"It hurts, it hurts,” Michael Marion said. “Sometimes I just want to close my eyes when I go by. That way maybe it's not there, but it's there and every day we go by it, my boys see it every day, their bus goes by it every day."
BALTIMORE - Parking tickets are like surprise visits from your in-laws. They show up unexpectedly and you wish you could just make them go away. When a ticket ends up on your dash, you want to fight it. But some who got giant citations in Baltimore may have more reason to after ABC2 News Investigators went digging.
In Baltimore city, prime parking is golden. Drivers know finding a space on the street close to where you're going is miraculous so when you see it, you snag it. But when your eye is on the prize, you may miss the signs that dictate who can park in certain areas.
Frederick County's Patty Sullivan never noticed a small sign that had big implications. When she parked on Park Avenue downtown weeks ago, she didn't know she chose special space reserved for handicapped drivers. And she says, it cost her, "I turned to a passerby and I said ‘I just got a ticket for $502' and they were like ‘What?'."
Sullivan was experiencing the ticket shock that comes with the $502 handicapped parking fine in Baltimore. Plenty of people have felt it according to the city's Open Baltimore database. The figures on that site indicate that since the summer of 2010 more than 2,000 tickets totaling more than $1 million have been issued to people who have parked in "Handicapped Zones". Those tickets are issued by enforcement agents from the city's Department of Transportation.
Some who received those tickets believe they should get their money back. We caught up with driver Dan Slattery on Park Avenue and asked him about the Handicapped Zone on the unit block. He says "There are no signs that say anything about handicapped parking anywhere."
But there is a sign. One sign at the north end of the block indicates there is a handicapped zone. But it's tough to see because the only marking is a blue square smaller than the length of my pinkie finger. But in an email to Sullivan, Essence Dent-Bey with Baltimore City's Department of Transportation indicates she should have spotted it, saying, "You must read all signs on the block even if it's on the corner. A sign may be placed at the end of the block for a restriction for the entire block."
Sullivan admits she didn't see the sign and never even know it existed. But even knowing wouldn't have helped her because the sign doesn't say where the handicapped zone exists. It simply indicates there is one.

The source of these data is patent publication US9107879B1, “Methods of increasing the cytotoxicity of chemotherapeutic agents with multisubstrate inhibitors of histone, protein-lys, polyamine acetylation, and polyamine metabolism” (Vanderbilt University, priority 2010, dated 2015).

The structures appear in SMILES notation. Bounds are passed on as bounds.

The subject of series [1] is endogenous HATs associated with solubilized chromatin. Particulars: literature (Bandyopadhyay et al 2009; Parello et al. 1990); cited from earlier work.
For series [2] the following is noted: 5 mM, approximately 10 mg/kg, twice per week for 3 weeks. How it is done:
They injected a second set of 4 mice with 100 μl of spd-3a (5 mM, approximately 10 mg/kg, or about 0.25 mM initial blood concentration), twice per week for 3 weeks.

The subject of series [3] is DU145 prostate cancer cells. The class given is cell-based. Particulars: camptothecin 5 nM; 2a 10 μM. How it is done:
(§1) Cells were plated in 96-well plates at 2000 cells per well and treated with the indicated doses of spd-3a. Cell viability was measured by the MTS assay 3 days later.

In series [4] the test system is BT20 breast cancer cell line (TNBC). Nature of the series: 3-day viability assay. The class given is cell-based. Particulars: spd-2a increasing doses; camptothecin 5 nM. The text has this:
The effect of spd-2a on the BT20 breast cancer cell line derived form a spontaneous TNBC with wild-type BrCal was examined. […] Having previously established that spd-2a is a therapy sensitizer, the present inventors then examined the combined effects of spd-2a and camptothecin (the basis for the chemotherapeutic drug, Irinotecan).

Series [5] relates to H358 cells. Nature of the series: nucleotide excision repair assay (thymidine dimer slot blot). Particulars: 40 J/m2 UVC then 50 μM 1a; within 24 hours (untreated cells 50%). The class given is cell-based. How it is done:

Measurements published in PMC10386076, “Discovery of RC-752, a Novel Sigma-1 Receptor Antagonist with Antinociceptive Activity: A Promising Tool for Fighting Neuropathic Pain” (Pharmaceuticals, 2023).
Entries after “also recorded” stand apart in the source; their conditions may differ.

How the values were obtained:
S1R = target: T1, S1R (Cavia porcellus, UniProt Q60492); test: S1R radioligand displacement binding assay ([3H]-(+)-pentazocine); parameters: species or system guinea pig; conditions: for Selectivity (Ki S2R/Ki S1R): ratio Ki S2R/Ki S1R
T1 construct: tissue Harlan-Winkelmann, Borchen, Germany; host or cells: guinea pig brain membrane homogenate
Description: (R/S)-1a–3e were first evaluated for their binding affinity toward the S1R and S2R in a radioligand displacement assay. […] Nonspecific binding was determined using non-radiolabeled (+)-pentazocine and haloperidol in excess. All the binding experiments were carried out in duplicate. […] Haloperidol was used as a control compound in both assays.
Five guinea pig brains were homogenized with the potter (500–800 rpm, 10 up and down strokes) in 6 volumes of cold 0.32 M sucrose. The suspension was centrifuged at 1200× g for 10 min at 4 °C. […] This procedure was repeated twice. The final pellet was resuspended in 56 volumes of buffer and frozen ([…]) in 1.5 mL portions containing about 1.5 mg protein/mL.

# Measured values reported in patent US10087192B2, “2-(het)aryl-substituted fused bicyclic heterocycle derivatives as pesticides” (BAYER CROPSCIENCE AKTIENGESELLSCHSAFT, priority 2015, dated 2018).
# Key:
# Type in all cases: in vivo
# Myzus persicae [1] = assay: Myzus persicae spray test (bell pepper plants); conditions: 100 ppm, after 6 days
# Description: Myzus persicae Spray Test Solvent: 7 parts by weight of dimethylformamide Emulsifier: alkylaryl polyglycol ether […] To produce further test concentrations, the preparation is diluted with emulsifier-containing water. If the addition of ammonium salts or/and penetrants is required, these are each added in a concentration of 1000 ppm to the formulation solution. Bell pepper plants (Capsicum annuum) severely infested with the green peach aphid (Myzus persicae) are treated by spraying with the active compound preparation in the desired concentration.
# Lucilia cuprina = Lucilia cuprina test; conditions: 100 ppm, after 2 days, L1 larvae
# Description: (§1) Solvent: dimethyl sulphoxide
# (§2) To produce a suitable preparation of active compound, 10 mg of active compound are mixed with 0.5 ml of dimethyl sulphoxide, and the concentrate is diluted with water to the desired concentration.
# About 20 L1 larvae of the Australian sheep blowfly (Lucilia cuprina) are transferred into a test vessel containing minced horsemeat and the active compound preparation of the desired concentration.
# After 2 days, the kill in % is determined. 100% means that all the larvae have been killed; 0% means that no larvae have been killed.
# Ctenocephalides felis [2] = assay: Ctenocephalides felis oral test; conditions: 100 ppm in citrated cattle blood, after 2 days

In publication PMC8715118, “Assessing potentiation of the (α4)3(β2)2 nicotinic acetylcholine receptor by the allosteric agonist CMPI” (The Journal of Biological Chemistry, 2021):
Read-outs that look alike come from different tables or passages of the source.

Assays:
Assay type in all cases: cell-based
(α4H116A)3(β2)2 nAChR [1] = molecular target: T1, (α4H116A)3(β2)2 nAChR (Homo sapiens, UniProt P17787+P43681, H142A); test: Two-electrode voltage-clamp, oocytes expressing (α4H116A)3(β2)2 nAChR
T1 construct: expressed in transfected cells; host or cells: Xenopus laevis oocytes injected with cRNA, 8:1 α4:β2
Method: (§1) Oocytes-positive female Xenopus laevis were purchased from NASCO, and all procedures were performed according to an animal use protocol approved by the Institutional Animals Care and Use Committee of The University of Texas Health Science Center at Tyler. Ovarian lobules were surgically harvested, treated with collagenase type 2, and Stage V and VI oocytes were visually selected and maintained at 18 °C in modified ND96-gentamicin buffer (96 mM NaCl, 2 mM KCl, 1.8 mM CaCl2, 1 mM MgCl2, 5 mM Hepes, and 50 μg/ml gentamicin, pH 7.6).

Bruce Ingerman, an attorney who owns the building at the corner of Park and Fayette, says the zone has caused confusion for years, "Where that begins and where that ends, nobody knows."
The people who got handicapped parking tickets on that unit block potential didn't know. And the Open Baltimore database shows the city made almost $5,000 from handicapped parking tickets just on that block. Ingerman says, "I think the city ought to take a look at their signage and correct it. It's very easy to do."
Ingerman says a sign that once spelled out things has been missing for years, although DOT spokeswoman Adrienne Barnes said the area was clearly marked regardless of whether there were two signs or one. Barnes told us "Enforcing agents are taught that a named street or another sign/ violation stops the previous violation. In the pictures and at the location there are 2 distinct areas. That area has always been posted as handicapped and whether with one sign or two signs it is clearly distinctive from the EZ pay area. It is 3 spaces and the sign is clear from all 3 spaces."
But once we called the Parking Authority of Baltimore City, which installs and oversees parking signage in the city, a second sign re-appeared. Tiffany James, a spokeswoman with the agency quickly admitted an additional sign was needed and took action, saying a work order had already been submitted to install a new one. Three days after we contacted the agency, a second sign was added to the block. Now Sullivan hopes her $502 citation will go away. She says, "I really think the ticket should be cleared. I don't think I should have to go to court and return to Baltimore."
Both the Parking Authority and the city's Department of Transportation have asked for Sullivan's information and say they're working to resolve her ticket. The Parking Authority's new sign allocates just one parking space for the handicapped, although in the past when the sign was missing, agents with DOT have ticketed as far back as three spaces from the original sign according to Barnes who says, "Legally the handicapped sign that remained would have governed several spaces back to where different regulations were posted".
Barnes says photos accompany parking tickets issued by DOT agents and their agency is reviewing the photo from Sullivan's citation. She says consumers who wish to challenge tickets they've received can appeal the citation in court.
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